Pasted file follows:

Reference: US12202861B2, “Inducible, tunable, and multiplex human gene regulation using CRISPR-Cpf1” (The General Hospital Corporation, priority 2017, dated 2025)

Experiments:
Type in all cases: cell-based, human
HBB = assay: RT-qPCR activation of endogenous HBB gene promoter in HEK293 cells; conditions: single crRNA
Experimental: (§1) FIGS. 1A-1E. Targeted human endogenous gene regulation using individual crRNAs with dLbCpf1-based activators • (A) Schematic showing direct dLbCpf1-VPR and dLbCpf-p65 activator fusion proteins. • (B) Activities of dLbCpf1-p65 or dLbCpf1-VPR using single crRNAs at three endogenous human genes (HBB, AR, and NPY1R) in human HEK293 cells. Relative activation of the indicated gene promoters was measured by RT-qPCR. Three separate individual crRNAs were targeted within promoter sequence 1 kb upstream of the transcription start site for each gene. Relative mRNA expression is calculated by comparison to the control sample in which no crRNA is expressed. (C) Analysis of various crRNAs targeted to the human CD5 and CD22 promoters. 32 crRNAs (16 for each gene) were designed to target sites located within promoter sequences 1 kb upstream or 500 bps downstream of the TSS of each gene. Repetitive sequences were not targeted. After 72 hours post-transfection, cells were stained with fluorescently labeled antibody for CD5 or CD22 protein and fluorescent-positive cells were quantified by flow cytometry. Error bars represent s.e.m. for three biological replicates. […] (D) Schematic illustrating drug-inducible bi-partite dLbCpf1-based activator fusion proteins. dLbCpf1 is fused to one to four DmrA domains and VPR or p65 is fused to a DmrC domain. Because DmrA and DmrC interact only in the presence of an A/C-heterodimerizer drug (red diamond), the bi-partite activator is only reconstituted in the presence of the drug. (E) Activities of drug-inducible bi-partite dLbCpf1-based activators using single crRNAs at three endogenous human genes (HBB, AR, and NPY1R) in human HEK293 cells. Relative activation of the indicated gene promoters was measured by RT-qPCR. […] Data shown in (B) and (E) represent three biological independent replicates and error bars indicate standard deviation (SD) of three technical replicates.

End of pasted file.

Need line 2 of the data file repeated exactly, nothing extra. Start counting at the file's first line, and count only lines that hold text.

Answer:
Experiments: